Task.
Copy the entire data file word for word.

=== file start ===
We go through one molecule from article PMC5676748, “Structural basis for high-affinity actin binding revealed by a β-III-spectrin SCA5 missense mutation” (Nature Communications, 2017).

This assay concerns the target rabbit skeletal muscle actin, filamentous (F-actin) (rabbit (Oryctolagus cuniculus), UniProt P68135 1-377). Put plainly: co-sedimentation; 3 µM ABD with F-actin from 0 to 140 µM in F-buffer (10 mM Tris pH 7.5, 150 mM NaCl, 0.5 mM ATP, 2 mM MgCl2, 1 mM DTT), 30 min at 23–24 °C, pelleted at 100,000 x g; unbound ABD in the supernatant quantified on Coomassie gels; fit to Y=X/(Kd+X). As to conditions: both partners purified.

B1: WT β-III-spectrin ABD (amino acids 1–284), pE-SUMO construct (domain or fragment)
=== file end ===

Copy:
We go through one molecule from article PMC5676748, “Structural basis for high-affinity actin binding revealed by a β-III-spectrin SCA5 missense mutation” (Nature Communications, 2017).

This assay concerns the target rabbit skeletal muscle actin, filamentous (F-actin) (rabbit (Oryctolagus cuniculus), UniProt P68135 1-377). Put plainly: co-sedimentation; 3 µM ABD with F-actin from 0 to 140 µM in F-buffer (10 mM Tris pH 7.5, 150 mM NaCl, 0.5 mM ATP, 2 mM MgCl2, 1 mM DTT), 30 min at 23–24 °C, pelleted at 100,000 x g; unbound ABD in the supernatant quantified on Coomassie gels; fit to Y=X/(Kd+X). As to conditions: both partners purified.

B1: WT β-III-spectrin ABD (amino acids 1–284), pE-SUMO construct (domain or fragment)